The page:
C. You wait until your last day to tell him that you're gone and it was nice knowing him.
You know the boss is in a terrible mood. You also know your co-worker is about to go ask the boss for a ridiculously large raise.
A. You quietly warn your colleague that the boss is probably going to throw scissors at him if he goes in there today.
B. You mind your own business because you don't want to get involved.
C. You don't mention the boss' bad mood and instead get your colleague fired up and encourage him to triple the salary request.
It's 3 p.m. the day before Thanksgiving and everyone is on vacation. The phone hasn't rung once and no e-mails have come in.
A. You stay at your desk until 5 p.m. because it's your job.
B. You wait 30 more minutes to make sure nothing comes up, and then you leave.
C. Ha! You've been gone since noon.
The boss loves the ideas you pitched to everyone and can't stop showering you with accolades. The problem is, the ideas were a joint effort between you and your colleague.
A. You say, "Thanks, but I didn't work alone. Sheila worked just as hard as I did."
B. You take the praise, and eventually tell Sheila what happened and that you didn't know how to tell the boss.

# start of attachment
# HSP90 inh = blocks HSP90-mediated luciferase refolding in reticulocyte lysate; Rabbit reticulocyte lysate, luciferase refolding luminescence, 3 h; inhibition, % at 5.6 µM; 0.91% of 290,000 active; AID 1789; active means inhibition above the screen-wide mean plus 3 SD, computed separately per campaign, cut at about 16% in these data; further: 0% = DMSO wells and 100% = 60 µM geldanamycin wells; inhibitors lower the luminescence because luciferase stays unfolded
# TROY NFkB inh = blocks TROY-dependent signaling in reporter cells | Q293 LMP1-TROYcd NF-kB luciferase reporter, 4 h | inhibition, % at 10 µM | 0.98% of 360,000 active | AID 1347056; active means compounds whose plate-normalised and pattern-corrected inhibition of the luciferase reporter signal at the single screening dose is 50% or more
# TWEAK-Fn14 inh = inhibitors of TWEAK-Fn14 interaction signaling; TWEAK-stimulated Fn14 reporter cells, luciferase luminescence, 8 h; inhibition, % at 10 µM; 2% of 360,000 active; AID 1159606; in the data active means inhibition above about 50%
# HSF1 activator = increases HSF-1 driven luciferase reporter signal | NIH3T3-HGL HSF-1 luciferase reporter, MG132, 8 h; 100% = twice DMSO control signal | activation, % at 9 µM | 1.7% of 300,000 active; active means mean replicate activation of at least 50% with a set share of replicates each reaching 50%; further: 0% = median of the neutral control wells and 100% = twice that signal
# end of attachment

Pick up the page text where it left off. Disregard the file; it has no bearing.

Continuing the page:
C. You accept the accolades and try to get Sheila fired before she finds out you've stolen the spotlight.
If you scored:
All A's -- You're the poster child for ethics.
We should all be as pure as you. As long as you're not gloating about your ethical infallibility, you serve as a great role model for those around you.
Mostly A's -- You're not perfect, but you're still a role model.
No one's perfect, so you shouldn't feel too bad. Every now and then you stray, so just listen to the little voice that tells you to do the right thing most of the time a little more often.
Mostly B's -- You've forgotten a few things your parents taught you.
You could do worse -- much, much worse -- but you still stray from the right decision now and then. Just think twice before you make a few decisions and you'll be good to go.
Mostly C's -- You're far from perfect but could be worse.
OK, sometimes you teeter close the edge of unethical and might be damaging your career. You can still redeem yourself now and then. With a little hard work, you can probably perform some damage control and get on the right track.
All C's -- You'd steal candy from a baby. And laugh about it.
Let's be honest, your reputation is probably not so great. In fact, people probably check their wallets once you've left to make sure nothing's stolen. Now's the time to decide if you want to start fresh with strong relationships and a better reputation.Anthony Balderrama is a writer and blogger for CareerBuilder.com and its job blog, The Work Buzz. He researches and writes about job search strategy, career management, hiring trends and workplace issues. Follow him on Twitter at twitter.com/abalderrama.
Permission must be obtained from CareerBuilder.com to reprint any of its articles. Please send a request to firstname.lastname@example.org.